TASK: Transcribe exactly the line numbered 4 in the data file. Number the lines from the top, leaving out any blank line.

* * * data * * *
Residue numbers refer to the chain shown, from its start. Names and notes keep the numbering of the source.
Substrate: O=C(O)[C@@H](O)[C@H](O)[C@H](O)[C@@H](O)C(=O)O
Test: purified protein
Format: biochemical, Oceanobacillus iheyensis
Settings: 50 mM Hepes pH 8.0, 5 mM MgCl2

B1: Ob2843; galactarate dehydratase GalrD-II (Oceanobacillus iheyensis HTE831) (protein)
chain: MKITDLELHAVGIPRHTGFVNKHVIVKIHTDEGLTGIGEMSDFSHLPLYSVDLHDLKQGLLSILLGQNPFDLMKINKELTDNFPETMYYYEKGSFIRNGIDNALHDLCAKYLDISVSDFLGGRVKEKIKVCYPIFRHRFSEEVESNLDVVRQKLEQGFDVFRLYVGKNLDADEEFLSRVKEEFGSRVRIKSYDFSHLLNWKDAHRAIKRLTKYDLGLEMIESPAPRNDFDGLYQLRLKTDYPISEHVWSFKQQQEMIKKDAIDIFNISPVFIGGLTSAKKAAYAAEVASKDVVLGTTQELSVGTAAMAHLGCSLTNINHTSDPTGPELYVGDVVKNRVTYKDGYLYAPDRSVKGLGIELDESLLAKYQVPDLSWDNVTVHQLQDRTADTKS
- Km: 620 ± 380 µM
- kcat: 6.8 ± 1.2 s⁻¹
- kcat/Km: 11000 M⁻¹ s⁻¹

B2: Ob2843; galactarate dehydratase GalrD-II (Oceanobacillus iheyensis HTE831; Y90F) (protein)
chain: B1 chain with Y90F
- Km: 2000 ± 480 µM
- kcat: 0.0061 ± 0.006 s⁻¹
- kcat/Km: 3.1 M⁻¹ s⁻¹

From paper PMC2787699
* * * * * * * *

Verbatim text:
Format: biochemical, Oceanobacillus iheyensis